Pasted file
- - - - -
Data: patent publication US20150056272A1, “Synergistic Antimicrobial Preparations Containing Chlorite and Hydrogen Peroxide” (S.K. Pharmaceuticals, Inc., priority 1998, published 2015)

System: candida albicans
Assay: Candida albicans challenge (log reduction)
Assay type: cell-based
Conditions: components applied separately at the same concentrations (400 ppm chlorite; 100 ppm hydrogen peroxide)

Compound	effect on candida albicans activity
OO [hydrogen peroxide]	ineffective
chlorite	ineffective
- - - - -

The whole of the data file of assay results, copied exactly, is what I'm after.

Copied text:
Data: patent publication US20150056272A1, “Synergistic Antimicrobial Preparations Containing Chlorite and Hydrogen Peroxide” (S.K. Pharmaceuticals, Inc., priority 1998, published 2015)

System: candida albicans
Assay: Candida albicans challenge (log reduction)
Assay type: cell-based
Conditions: components applied separately at the same concentrations (400 ppm chlorite; 100 ppm hydrogen peroxide)

Compound	effect on candida albicans activity
OO [hydrogen peroxide]	ineffective
chlorite	ineffective